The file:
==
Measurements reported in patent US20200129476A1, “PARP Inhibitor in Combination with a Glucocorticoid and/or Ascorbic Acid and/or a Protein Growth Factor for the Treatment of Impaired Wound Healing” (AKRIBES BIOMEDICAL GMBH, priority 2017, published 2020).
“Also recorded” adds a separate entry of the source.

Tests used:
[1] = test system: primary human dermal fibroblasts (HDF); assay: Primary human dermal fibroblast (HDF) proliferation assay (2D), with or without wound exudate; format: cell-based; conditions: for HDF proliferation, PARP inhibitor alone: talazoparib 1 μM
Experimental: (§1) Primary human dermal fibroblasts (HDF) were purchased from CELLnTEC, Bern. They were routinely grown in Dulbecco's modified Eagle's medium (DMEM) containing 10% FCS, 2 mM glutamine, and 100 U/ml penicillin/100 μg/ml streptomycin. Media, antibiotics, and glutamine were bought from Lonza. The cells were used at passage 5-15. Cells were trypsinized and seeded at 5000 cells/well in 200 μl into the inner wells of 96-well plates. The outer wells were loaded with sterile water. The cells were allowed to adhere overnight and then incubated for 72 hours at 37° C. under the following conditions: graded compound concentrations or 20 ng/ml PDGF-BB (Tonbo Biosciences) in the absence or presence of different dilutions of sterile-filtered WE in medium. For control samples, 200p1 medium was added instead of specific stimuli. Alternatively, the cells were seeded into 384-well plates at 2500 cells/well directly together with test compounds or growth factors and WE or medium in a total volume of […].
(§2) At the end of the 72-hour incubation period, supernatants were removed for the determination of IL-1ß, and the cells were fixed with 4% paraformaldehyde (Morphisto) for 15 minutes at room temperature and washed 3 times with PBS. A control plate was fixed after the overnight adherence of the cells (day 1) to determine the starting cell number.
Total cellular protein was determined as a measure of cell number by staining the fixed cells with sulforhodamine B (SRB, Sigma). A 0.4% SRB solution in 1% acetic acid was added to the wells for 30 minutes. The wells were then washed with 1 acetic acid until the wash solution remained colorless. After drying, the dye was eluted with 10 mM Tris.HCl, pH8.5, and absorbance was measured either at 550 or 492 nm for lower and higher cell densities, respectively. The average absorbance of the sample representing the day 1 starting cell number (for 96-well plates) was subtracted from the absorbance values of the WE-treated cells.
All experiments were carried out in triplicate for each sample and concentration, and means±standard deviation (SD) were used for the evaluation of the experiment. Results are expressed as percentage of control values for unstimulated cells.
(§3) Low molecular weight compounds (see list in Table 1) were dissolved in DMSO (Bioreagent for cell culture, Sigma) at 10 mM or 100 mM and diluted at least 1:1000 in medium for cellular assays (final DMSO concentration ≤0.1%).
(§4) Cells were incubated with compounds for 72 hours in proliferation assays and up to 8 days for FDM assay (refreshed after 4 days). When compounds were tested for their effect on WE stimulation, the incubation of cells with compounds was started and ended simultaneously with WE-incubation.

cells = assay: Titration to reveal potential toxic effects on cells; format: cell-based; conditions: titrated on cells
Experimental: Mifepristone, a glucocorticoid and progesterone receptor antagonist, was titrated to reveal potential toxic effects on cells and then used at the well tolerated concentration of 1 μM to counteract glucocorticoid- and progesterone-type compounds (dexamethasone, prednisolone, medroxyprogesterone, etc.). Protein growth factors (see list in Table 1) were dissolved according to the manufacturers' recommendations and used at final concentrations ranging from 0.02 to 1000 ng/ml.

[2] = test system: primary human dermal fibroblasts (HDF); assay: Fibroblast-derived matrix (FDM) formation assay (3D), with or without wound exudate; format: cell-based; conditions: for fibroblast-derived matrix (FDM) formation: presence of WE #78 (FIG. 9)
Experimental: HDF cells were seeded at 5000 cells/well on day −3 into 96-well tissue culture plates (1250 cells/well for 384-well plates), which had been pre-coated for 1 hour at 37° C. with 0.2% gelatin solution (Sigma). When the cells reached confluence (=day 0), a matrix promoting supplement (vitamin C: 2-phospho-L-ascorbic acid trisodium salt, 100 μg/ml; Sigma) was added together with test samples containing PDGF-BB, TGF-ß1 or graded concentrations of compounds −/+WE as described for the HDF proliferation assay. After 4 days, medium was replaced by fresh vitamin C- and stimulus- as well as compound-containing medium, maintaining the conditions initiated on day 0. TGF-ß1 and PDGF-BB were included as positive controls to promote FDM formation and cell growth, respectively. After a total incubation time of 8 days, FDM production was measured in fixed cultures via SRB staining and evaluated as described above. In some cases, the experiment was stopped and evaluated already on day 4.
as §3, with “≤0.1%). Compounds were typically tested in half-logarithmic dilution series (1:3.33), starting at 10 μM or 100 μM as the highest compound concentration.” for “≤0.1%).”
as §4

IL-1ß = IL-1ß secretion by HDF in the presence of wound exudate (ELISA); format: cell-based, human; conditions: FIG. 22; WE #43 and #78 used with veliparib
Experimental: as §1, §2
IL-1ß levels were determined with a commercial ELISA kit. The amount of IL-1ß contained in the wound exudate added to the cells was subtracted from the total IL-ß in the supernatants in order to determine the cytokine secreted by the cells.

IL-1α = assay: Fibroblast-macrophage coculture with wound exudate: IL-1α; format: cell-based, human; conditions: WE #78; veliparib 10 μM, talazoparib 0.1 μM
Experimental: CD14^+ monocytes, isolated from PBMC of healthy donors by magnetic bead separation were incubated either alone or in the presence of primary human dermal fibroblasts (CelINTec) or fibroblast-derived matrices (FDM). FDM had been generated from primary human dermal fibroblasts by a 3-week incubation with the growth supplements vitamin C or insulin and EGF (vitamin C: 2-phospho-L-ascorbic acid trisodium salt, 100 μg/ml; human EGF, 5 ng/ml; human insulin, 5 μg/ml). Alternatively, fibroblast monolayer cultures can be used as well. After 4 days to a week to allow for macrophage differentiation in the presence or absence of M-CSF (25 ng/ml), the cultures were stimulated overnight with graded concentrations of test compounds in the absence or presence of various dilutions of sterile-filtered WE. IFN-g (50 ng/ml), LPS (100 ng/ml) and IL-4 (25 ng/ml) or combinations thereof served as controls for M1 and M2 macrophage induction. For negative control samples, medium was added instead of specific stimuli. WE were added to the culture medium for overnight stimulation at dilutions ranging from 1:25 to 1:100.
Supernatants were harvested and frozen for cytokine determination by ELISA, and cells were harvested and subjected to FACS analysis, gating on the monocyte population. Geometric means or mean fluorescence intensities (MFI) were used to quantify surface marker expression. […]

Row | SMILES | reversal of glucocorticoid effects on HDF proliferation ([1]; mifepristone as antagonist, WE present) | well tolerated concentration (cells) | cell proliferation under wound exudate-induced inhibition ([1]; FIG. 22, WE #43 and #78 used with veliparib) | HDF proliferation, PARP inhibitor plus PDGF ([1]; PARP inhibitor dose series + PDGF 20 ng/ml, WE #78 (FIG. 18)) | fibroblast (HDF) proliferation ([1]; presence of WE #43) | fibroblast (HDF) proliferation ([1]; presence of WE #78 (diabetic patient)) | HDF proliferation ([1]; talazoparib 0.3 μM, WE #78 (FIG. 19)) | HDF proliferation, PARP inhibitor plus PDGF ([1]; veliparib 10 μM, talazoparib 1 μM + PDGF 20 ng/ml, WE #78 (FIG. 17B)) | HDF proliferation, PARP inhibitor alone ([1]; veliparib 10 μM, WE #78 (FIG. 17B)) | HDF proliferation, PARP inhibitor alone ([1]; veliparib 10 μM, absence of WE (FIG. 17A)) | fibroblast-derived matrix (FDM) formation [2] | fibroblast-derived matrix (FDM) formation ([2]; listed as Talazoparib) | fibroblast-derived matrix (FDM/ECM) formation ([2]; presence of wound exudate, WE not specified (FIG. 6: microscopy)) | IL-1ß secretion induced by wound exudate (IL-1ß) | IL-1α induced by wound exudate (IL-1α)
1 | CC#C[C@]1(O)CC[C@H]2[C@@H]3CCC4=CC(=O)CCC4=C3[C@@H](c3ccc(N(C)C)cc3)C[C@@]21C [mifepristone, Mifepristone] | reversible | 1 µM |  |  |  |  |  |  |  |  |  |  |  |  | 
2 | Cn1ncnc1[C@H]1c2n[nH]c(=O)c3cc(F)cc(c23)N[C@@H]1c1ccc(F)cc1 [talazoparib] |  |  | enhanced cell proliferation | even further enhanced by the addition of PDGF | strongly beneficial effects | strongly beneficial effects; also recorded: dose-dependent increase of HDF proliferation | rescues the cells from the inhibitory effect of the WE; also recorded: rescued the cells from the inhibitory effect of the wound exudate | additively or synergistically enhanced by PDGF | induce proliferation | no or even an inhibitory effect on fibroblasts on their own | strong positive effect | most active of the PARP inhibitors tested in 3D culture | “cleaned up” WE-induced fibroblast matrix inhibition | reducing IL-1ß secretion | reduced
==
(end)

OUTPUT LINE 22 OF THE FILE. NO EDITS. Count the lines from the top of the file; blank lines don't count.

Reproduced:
Supernatants were harvested and frozen for cytokine determination by ELISA, and cells were harvested and subjected to FACS analysis, gating on the monocyte population. Geometric means or mean fluorescence intensities (MFI) were used to quantify surface marker expression. […]